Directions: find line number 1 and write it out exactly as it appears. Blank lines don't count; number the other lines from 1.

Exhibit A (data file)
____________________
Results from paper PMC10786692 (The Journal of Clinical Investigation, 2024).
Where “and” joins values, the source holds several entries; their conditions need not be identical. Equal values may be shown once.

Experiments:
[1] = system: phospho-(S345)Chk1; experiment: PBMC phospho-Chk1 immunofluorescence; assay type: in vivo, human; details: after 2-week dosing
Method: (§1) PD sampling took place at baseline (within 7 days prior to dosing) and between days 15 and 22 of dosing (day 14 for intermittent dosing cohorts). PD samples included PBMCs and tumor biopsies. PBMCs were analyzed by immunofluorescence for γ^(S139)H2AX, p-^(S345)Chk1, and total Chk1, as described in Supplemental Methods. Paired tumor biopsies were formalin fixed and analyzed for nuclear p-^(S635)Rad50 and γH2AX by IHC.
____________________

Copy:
Results from paper PMC10786692 (The Journal of Clinical Investigation, 2024).